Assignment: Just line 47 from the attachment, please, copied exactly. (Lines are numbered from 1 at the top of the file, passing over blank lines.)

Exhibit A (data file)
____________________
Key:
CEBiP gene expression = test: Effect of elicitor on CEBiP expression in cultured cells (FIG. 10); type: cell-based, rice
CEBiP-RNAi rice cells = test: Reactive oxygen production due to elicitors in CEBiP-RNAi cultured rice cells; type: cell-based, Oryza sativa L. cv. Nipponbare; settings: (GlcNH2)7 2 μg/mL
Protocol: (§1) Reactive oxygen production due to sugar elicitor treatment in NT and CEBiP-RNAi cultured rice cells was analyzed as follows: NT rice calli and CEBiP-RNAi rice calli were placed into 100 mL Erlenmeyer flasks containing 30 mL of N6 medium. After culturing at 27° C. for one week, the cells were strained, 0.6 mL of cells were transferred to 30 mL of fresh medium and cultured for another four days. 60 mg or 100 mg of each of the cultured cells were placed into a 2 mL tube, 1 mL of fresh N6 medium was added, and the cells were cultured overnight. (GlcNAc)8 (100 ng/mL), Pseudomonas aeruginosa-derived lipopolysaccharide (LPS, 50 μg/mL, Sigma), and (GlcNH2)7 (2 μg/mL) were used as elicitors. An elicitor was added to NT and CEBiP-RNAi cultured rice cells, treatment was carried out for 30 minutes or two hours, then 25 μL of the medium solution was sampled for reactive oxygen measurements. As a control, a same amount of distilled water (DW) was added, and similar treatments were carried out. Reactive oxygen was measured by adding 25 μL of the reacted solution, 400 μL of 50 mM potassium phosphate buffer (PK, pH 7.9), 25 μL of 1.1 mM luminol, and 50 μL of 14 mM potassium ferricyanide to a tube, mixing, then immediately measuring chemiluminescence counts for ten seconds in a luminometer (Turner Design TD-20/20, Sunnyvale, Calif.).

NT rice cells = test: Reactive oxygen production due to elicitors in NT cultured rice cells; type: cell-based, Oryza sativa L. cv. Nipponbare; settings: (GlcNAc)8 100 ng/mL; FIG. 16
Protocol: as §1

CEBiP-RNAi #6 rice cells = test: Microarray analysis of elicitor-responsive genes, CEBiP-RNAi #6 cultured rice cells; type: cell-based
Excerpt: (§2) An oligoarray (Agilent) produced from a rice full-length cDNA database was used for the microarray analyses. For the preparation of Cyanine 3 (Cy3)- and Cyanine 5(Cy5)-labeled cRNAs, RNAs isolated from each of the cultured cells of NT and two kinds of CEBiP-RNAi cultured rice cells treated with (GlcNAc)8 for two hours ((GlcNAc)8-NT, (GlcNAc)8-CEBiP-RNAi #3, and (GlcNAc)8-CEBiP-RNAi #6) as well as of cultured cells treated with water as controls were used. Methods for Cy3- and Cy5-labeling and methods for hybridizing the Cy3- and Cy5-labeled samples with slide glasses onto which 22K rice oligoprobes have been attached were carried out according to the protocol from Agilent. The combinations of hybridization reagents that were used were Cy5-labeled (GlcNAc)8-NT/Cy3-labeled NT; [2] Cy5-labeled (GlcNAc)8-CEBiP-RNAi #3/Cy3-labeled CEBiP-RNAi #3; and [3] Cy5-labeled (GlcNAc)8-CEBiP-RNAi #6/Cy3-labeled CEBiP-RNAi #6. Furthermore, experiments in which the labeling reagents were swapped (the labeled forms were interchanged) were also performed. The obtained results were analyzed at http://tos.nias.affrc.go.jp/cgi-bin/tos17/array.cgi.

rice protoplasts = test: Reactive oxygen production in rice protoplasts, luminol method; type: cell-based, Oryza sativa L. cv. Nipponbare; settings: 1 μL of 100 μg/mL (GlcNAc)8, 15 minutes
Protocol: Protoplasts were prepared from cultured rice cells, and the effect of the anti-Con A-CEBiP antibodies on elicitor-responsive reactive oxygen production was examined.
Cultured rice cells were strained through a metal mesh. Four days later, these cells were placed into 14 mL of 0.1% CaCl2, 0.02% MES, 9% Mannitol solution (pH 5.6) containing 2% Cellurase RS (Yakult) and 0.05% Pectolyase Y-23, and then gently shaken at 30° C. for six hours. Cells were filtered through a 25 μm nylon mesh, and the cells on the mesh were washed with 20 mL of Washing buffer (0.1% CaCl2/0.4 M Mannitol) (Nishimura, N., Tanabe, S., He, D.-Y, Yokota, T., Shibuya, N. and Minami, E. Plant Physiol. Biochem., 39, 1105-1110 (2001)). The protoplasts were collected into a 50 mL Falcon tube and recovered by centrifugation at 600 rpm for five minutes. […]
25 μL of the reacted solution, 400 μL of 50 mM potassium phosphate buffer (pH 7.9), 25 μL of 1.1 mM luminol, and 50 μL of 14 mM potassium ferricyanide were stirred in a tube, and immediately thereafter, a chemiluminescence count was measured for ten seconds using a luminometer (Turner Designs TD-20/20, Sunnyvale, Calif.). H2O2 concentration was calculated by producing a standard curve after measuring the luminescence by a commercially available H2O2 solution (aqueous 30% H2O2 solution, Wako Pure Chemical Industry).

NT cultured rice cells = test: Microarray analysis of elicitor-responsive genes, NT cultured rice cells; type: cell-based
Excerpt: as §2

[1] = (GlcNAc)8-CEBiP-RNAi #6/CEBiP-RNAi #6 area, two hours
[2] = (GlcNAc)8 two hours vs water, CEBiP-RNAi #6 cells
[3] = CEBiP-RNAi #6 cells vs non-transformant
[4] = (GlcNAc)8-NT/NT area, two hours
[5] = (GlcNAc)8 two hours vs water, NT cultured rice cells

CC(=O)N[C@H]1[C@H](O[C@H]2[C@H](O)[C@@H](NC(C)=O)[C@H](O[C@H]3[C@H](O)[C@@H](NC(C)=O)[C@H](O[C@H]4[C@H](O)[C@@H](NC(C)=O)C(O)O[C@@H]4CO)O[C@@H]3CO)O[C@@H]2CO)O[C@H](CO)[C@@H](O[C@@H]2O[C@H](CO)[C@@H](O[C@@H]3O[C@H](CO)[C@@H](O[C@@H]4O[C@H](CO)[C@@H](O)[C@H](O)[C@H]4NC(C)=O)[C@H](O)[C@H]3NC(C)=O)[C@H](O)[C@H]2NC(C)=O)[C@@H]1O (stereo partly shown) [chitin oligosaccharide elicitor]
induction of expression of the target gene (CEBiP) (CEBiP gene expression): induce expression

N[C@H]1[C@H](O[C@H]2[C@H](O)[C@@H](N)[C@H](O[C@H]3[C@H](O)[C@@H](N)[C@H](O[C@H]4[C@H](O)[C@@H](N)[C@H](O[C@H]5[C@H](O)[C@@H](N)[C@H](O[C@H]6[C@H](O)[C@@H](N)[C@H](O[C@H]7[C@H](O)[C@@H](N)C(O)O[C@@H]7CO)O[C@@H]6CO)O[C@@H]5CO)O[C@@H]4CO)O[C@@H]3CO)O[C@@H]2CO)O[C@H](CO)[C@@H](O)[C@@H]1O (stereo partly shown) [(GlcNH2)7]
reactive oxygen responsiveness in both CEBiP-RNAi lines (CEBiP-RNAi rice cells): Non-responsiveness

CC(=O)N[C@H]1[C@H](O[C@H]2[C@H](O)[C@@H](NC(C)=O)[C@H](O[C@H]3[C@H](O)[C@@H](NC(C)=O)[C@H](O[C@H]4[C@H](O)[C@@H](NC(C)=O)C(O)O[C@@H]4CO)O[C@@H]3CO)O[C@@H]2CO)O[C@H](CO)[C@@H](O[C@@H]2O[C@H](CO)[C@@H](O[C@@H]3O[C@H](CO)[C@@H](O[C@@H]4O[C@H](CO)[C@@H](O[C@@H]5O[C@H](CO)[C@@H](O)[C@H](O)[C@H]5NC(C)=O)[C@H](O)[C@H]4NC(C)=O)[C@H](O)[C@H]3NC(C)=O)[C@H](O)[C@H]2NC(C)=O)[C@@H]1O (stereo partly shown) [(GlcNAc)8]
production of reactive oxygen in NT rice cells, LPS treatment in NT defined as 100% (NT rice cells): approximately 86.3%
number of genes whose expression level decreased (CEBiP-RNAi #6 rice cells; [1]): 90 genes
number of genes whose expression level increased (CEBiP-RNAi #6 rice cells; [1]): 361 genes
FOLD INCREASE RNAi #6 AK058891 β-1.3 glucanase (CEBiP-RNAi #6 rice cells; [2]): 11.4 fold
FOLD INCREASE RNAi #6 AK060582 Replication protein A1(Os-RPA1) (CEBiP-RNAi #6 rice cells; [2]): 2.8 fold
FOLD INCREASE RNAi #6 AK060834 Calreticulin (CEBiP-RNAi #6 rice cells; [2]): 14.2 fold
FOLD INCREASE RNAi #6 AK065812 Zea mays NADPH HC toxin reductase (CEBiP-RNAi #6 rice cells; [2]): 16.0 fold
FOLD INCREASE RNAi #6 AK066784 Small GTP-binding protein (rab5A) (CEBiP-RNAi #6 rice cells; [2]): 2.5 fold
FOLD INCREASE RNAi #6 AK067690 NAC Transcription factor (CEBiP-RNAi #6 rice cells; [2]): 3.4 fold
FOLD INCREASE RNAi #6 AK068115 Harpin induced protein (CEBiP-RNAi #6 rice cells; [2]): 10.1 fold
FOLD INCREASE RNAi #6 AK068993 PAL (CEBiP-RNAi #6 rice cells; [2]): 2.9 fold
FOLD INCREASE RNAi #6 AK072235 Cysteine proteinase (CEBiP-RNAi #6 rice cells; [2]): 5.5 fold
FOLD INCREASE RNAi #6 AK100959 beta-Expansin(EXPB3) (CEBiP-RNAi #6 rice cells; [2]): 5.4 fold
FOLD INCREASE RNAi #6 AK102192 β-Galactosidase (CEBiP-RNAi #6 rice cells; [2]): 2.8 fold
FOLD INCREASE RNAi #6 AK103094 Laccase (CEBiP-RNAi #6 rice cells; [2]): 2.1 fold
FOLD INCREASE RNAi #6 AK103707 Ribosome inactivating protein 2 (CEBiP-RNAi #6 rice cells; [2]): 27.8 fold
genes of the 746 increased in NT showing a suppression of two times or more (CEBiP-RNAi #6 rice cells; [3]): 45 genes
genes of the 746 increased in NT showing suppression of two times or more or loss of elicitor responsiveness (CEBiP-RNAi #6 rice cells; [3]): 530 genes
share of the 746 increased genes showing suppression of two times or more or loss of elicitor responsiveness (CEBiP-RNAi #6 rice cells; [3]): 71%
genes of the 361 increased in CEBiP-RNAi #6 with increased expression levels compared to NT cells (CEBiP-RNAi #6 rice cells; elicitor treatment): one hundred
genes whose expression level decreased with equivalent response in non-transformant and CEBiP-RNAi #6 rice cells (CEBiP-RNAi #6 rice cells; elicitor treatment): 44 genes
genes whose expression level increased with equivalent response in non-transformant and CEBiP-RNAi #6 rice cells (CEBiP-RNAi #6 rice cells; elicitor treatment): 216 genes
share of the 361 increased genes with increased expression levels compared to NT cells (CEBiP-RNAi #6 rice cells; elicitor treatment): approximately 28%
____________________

share of the 361 increased genes with increased expression levels compared to NT cells (CEBiP-RNAi #6 rice cells; elicitor treatment): approximately 28%